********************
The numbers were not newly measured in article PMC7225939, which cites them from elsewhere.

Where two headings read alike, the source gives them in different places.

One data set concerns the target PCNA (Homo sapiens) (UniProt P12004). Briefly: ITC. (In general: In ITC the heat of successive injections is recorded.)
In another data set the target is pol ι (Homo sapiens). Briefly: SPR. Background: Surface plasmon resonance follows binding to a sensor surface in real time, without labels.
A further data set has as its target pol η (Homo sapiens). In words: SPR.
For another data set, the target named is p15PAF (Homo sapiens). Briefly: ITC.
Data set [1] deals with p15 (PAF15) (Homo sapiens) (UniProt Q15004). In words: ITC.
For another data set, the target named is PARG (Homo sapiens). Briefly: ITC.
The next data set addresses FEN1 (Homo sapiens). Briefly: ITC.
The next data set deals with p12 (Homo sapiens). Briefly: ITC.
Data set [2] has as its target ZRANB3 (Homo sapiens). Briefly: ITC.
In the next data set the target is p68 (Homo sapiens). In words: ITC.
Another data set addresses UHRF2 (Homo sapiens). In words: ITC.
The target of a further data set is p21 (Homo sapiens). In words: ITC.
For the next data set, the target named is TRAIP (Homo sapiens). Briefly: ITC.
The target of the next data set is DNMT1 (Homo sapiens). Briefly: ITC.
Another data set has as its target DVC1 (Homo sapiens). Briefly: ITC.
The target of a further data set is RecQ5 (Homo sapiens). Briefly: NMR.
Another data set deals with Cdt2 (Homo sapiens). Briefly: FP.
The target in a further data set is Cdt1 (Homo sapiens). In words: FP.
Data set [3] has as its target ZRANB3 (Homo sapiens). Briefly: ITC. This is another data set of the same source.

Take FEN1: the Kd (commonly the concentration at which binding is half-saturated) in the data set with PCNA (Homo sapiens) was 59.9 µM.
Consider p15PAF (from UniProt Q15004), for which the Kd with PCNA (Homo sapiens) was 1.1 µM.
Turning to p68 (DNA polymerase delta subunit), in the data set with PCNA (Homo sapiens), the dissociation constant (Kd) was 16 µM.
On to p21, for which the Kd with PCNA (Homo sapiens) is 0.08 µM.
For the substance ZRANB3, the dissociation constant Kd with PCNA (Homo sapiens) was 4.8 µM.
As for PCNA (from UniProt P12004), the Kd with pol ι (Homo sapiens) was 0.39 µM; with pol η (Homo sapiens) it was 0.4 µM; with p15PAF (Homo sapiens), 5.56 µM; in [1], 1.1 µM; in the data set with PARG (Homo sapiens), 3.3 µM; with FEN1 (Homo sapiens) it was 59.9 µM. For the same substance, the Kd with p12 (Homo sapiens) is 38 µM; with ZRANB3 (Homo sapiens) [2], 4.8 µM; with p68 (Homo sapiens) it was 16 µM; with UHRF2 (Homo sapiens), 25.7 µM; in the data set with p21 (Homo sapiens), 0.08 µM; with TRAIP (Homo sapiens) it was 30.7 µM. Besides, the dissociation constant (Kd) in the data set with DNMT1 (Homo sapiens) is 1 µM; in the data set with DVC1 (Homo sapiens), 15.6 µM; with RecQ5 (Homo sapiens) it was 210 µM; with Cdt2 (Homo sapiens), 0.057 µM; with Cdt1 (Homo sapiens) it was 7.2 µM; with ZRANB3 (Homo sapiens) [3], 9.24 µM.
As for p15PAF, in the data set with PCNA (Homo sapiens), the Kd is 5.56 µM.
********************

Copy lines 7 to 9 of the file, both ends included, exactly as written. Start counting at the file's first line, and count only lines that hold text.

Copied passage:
Data set [1] deals with p15 (PAF15) (Homo sapiens) (UniProt Q15004). In words: ITC.
For another data set, the target named is PARG (Homo sapiens). Briefly: ITC.
The next data set addresses FEN1 (Homo sapiens). Briefly: ITC.